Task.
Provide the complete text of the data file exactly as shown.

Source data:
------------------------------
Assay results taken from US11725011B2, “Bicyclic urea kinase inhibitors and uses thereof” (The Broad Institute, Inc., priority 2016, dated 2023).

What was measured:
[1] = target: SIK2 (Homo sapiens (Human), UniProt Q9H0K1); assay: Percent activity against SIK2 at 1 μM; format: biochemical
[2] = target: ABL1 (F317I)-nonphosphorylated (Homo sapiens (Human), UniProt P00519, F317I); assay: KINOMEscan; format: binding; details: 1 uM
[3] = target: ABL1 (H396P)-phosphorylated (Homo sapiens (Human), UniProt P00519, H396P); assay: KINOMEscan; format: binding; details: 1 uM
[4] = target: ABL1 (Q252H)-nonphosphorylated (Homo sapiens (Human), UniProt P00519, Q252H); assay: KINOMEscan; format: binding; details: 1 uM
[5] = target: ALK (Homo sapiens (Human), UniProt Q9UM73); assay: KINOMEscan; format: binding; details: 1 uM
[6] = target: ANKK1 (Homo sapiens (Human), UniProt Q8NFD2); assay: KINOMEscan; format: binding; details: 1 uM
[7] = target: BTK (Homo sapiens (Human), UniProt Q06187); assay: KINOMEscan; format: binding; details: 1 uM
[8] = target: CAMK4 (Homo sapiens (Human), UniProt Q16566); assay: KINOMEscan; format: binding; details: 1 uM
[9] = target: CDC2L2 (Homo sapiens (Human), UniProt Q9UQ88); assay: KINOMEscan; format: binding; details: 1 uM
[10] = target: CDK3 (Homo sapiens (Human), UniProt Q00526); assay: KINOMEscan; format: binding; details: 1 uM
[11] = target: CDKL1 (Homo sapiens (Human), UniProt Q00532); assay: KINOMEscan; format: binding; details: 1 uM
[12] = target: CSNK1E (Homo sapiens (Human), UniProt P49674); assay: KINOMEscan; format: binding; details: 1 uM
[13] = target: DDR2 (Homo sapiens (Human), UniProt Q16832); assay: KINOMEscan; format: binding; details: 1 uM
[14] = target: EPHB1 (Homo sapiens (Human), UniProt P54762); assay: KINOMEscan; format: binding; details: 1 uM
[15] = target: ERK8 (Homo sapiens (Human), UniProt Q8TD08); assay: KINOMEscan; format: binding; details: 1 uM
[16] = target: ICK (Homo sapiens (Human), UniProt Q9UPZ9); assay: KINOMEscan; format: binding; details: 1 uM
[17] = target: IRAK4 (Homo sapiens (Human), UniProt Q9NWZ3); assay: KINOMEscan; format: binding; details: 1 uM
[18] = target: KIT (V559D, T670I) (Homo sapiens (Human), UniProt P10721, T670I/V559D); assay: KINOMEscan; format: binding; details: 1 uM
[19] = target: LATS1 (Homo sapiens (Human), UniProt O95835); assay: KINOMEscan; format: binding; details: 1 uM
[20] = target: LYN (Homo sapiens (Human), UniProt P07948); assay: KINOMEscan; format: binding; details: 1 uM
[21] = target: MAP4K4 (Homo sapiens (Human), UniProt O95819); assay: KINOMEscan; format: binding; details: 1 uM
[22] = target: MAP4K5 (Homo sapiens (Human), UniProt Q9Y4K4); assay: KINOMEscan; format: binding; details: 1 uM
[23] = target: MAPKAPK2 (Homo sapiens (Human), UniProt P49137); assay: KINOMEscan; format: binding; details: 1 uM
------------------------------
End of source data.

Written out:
Assay results taken from US11725011B2, “Bicyclic urea kinase inhibitors and uses thereof” (The Broad Institute, Inc., priority 2016, dated 2023).

What was measured:
[1] = target: SIK2 (Homo sapiens (Human), UniProt Q9H0K1); assay: Percent activity against SIK2 at 1 μM; format: biochemical
[2] = target: ABL1 (F317I)-nonphosphorylated (Homo sapiens (Human), UniProt P00519, F317I); assay: KINOMEscan; format: binding; details: 1 uM
[3] = target: ABL1 (H396P)-phosphorylated (Homo sapiens (Human), UniProt P00519, H396P); assay: KINOMEscan; format: binding; details: 1 uM
[4] = target: ABL1 (Q252H)-nonphosphorylated (Homo sapiens (Human), UniProt P00519, Q252H); assay: KINOMEscan; format: binding; details: 1 uM
[5] = target: ALK (Homo sapiens (Human), UniProt Q9UM73); assay: KINOMEscan; format: binding; details: 1 uM
[6] = target: ANKK1 (Homo sapiens (Human), UniProt Q8NFD2); assay: KINOMEscan; format: binding; details: 1 uM
[7] = target: BTK (Homo sapiens (Human), UniProt Q06187); assay: KINOMEscan; format: binding; details: 1 uM
[8] = target: CAMK4 (Homo sapiens (Human), UniProt Q16566); assay: KINOMEscan; format: binding; details: 1 uM
[9] = target: CDC2L2 (Homo sapiens (Human), UniProt Q9UQ88); assay: KINOMEscan; format: binding; details: 1 uM
[10] = target: CDK3 (Homo sapiens (Human), UniProt Q00526); assay: KINOMEscan; format: binding; details: 1 uM
[11] = target: CDKL1 (Homo sapiens (Human), UniProt Q00532); assay: KINOMEscan; format: binding; details: 1 uM
[12] = target: CSNK1E (Homo sapiens (Human), UniProt P49674); assay: KINOMEscan; format: binding; details: 1 uM
[13] = target: DDR2 (Homo sapiens (Human), UniProt Q16832); assay: KINOMEscan; format: binding; details: 1 uM
[14] = target: EPHB1 (Homo sapiens (Human), UniProt P54762); assay: KINOMEscan; format: binding; details: 1 uM
[15] = target: ERK8 (Homo sapiens (Human), UniProt Q8TD08); assay: KINOMEscan; format: binding; details: 1 uM
[16] = target: ICK (Homo sapiens (Human), UniProt Q9UPZ9); assay: KINOMEscan; format: binding; details: 1 uM
[17] = target: IRAK4 (Homo sapiens (Human), UniProt Q9NWZ3); assay: KINOMEscan; format: binding; details: 1 uM
[18] = target: KIT (V559D, T670I) (Homo sapiens (Human), UniProt P10721, T670I/V559D); assay: KINOMEscan; format: binding; details: 1 uM
[19] = target: LATS1 (Homo sapiens (Human), UniProt O95835); assay: KINOMEscan; format: binding; details: 1 uM
[20] = target: LYN (Homo sapiens (Human), UniProt P07948); assay: KINOMEscan; format: binding; details: 1 uM
[21] = target: MAP4K4 (Homo sapiens (Human), UniProt O95819); assay: KINOMEscan; format: binding; details: 1 uM
[22] = target: MAP4K5 (Homo sapiens (Human), UniProt Q9Y4K4); assay: KINOMEscan; format: binding; details: 1 uM
[23] = target: MAPKAPK2 (Homo sapiens (Human), UniProt P49137); assay: KINOMEscan; format: binding; details: 1 uM